However, Dignity has released a letter to shareholders urging investors to vote against the move, adding that Whley has had a “galvanising effect on the business”.
The move comes as Pheonix, which owns 29.9% of shares in Dignity, cited “some very serious issues” as having arisen, which resulted in its move to oust Whiley.
The shareholder said that the funeral director’s actions “in dealing with the matter, internally and externally, left us no choice but to seek his removal as a director”.
Gary Channon, Phoenix’s founder and chief investment officer, is reportedly the group’s ideal replacement in the role, which will be proposed at an investor meeting on 22 April.
While Phoenix did not go into further detail, this move follows the Financial Conduct Authority (FCA) preparations to begin regulating the sale and administration of funerals plans next year, after concerns over misleading and high-pressure sales tactics in the industry.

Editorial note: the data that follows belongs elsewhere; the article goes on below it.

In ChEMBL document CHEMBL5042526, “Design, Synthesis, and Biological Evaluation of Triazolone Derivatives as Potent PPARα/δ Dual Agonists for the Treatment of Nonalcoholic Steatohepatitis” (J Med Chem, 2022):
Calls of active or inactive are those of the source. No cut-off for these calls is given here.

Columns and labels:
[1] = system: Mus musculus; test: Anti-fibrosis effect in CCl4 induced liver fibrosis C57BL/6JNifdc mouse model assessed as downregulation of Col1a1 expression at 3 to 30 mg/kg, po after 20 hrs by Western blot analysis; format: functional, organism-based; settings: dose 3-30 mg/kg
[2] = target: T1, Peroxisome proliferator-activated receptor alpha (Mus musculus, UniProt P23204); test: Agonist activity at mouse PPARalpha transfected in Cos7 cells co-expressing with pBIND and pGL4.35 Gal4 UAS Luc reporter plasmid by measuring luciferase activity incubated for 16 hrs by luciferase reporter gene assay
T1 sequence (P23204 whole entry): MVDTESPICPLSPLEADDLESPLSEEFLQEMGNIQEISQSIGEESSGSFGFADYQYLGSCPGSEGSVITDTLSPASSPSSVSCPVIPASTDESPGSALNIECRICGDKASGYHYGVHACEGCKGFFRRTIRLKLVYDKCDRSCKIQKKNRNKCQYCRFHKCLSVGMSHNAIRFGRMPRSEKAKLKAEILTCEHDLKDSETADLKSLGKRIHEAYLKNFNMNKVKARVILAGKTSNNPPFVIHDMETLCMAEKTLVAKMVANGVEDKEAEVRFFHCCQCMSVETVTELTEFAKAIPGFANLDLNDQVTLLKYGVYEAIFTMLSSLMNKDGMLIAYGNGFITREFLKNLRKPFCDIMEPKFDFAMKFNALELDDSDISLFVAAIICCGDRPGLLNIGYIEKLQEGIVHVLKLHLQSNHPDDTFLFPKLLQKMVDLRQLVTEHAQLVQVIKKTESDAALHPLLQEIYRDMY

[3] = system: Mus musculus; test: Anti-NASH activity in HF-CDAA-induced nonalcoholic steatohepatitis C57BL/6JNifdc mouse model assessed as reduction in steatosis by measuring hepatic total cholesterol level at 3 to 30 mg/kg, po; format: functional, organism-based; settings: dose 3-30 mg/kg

In a statement, Dignity said: “The Independent Directors believe that Clive Whiley has had a galvanising effect on the business, is well-regarded within the business and is respected in the City as an experienced and effective executive chairman.
“He should therefore be given the time to conclude the strategy review and re-positioning of the company with the continuing help of the group’s executive management team, so that the board can reach properly thought-through conclusions, without being dictated to by a minority shareholder whose motivation appears to be driven primarily by its own objectives.”